Things nobody tells you about Neuschwanstein und Hohenschwangau
There is quite some irony connected to the two castles Neuschwanstein und Hohenschwangau. Here are the details that nobody tells you about. But let’s start at the beginning:
Allow me to introduce Ludwig II, King of Bavaria and later lord of castle Neuschwanstein, to you. He’s also known as the fairy tale king. He dreamed of having his own middle ages style, knight’s castle.
Now, please keep in mind that we’re talking about the 19th century. A time at which castles were a fashion thing. Nobles all over Europe reconstructed or built them based on historical models.
Ludwig’s Uncle, King Friedrich Wilhelm IV of Prussia, for example, built palace Stolzenfels and castle Hohenzollern. His father, King Maximilian II, remodeled Hohenschwangau from a medieval castle into the romantic style palace it is today.
King Ludwig II spent part of his childhood at Hohenschwangau. Unfortunately his Mother, Queen Marie, a person he was not very fond of, used Hohenschwangau as her summer residence.
So, obviously, he really needed his own palace.
Building Castle Neuschwanstein
After his grandfather Ludwig I, passed away in 1868, the just 23 years young King Ludwig II inherited his apanage, which provided the money for his building projects. Castle Neuschwanstein was the first of it. Construction started 1869, about a year after his grandfather’s death.
39.6 Million Euro
The costs were at first estimated at 3.2 million Mark, which, at the beginning, he paid from his private property. However, the expenses quickly outgrew his budget, forcing him to cover what’s missing by loans. At the time of Ludwig’s death in 1886, the construction costs of Neuschwanstein summed up to 6.180.047 Mark. And it was not even finished yet.
Considering that one Mark from 1873 corresponds to €6,40 (in 2020), Neuschwanstein’s building costs summed up to about €39.6 million.
In 1883, Ludwig was already more than 7 million Mark in debt.
The Bavarian government was seriously un-amused about it and declared him incapable of governing on 10 June 1886. He was placed in custody two days later and transported to Castle Berg at Lake Starnberg, where (and this is the author’s interpretation) he went for a swim from which he would never return.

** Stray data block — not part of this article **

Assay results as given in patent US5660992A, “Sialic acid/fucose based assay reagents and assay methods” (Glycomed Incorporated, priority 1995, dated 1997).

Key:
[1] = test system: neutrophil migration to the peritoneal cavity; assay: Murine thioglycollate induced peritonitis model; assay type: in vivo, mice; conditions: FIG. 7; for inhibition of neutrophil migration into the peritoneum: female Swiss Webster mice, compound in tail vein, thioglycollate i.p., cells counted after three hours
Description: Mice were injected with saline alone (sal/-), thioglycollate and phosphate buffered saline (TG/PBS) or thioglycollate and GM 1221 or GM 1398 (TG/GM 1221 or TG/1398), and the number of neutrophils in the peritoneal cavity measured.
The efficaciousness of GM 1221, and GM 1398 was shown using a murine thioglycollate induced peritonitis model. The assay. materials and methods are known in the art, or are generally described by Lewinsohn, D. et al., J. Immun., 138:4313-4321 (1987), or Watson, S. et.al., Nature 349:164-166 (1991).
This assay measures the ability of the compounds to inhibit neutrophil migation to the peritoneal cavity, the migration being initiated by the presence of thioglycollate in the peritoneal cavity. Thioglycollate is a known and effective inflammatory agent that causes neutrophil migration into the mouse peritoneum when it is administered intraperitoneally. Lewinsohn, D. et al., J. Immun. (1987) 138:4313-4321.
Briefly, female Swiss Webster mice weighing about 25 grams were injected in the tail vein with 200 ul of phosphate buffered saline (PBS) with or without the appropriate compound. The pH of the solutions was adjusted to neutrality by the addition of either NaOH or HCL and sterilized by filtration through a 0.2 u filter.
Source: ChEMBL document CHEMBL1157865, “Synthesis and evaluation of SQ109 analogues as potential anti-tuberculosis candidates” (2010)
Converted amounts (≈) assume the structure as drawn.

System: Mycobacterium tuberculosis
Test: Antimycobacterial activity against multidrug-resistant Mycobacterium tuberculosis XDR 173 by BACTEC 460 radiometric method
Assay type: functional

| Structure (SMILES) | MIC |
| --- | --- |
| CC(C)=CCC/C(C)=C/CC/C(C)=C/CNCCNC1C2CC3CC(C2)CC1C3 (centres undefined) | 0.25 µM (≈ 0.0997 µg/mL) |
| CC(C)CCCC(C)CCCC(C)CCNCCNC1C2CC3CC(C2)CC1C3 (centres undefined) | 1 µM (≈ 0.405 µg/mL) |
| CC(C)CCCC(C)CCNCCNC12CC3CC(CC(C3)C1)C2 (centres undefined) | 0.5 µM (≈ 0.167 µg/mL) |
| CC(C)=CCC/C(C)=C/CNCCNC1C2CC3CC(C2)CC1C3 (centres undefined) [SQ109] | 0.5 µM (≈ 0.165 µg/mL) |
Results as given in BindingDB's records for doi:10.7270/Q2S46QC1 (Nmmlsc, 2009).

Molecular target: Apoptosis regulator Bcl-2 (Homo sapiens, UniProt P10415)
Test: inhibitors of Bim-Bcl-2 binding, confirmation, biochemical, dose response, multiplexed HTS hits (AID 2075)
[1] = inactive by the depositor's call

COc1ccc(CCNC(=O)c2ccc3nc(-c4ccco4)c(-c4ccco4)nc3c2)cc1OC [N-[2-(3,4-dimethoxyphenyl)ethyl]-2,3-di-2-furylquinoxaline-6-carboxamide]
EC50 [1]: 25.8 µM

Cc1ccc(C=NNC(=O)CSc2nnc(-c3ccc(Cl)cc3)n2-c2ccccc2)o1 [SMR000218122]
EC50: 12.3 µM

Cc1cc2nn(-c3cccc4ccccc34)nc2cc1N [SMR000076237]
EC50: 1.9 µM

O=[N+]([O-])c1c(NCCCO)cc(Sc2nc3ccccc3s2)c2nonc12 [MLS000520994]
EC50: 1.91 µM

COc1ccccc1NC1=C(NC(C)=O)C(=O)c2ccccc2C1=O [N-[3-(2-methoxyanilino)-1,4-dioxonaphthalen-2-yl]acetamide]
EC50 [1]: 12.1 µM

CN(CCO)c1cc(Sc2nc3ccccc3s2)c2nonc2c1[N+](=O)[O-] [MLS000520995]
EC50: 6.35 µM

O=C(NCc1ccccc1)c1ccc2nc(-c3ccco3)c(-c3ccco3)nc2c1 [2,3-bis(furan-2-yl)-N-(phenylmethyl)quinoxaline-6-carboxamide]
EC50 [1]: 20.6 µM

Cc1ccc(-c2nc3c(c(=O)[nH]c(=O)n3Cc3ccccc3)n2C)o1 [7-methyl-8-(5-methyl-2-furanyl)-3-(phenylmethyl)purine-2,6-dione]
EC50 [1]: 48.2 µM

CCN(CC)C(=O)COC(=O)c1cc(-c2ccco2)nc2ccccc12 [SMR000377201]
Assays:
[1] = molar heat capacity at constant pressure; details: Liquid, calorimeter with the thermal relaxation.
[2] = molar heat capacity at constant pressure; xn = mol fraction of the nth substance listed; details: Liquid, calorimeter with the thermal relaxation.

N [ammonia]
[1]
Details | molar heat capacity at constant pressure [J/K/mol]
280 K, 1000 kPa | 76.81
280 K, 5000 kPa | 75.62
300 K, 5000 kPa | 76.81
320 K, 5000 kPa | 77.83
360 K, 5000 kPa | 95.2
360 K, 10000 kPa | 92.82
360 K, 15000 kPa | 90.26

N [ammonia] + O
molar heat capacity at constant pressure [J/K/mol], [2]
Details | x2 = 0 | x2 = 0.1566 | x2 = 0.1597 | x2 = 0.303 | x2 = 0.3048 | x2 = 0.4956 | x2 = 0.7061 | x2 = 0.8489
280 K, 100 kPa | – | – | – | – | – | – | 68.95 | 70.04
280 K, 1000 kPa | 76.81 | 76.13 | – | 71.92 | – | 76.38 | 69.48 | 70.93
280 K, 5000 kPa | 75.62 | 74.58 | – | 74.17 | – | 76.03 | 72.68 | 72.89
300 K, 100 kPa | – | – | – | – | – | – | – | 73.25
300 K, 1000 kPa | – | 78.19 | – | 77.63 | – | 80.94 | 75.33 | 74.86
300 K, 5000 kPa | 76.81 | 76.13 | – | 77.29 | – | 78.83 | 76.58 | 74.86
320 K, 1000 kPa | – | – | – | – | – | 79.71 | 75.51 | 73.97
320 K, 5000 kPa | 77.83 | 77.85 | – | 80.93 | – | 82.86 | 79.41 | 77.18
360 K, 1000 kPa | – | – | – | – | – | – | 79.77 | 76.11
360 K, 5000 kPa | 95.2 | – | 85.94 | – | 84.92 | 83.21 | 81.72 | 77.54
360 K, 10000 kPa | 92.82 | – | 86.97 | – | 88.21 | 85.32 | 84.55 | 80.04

Well, at least not alive…
The great name exchange
let’s go a little further back in time and have a look at the roots of Neuschwanstein:
Documents from 1090 mention two small castles, named Vorderhohenschwangau (Front-Hohenschwangau) and Hinterhohenschwangau (Back-Hohenschwangau) at the location where Neuschwanstein is today. Vorderhohenschwangau consisted of a donjon and residential quarters. Hinterhohenschwangau was just a fortified residential tower, or keep. Both were separated by a neck ditch. Those two castles were abandoned long before the 19th century and fell into ruin. The location was just perfect. Especially for a castle that would be modeled after castle Wartburg, Neuschwanstein’s “template” so to speak.
And then there was the old Schwanstein castle, which dates back to 1397. Ludwig’s father rebuilt it 1837 to the palace that is today known as Hohenschwangau.
Some time during the construction, the old Schwanstein castle was renamed to Hohenschwangau and Ludwig’s newly built castle was named Neuschwanstein. Basically switching the historical names of the two (or better said three) castles. Might not appear like a big deal at first, but it gets interesting if you think about it:
A Royal Rascal Prank?